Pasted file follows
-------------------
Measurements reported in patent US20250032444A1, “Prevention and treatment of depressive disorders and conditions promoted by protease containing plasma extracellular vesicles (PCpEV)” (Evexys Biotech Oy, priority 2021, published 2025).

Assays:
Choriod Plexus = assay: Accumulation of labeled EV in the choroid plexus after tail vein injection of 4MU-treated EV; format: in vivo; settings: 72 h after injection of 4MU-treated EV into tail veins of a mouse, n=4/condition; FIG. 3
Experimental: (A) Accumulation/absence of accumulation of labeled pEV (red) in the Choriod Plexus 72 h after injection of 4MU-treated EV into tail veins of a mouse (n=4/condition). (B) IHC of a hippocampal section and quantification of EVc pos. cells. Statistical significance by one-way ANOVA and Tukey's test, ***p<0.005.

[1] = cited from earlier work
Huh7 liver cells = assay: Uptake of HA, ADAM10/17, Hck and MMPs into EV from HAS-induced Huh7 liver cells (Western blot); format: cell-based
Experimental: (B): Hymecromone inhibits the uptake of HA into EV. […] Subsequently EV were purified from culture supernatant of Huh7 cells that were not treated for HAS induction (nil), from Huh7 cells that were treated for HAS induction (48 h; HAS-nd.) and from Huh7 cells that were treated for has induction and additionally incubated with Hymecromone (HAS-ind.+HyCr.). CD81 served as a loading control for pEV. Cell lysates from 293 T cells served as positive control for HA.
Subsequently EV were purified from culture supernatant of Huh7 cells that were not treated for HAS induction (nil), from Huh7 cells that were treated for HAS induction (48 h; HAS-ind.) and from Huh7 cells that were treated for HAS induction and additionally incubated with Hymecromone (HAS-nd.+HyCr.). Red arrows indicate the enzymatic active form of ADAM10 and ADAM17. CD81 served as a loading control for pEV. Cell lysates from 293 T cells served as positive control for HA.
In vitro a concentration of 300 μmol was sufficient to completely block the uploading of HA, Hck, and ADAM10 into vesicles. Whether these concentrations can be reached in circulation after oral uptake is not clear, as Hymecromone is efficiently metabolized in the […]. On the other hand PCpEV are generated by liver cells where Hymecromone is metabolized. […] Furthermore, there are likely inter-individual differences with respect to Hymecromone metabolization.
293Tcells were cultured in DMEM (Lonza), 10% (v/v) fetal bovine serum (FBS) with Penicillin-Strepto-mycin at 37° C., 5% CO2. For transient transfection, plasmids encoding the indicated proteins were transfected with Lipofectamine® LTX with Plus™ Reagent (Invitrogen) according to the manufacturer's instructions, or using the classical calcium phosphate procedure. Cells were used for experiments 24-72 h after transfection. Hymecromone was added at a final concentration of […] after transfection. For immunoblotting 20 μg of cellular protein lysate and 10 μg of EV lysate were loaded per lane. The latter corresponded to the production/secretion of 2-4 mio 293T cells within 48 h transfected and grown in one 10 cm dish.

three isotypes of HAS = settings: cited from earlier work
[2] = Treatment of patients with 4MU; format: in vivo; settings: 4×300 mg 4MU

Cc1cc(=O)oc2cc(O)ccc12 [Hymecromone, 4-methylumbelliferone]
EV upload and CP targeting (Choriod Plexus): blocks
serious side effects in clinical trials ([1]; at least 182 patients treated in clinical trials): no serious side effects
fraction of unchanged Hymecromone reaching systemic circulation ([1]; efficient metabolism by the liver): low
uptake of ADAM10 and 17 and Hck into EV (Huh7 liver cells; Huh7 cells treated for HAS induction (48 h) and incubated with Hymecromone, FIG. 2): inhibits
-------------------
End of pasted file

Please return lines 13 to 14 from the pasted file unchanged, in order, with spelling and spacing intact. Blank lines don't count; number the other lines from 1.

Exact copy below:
Cc1cc(=O)oc2cc(O)ccc12 [Hymecromone, 4-methylumbelliferone]
EV upload and CP targeting (Choriod Plexus): blocks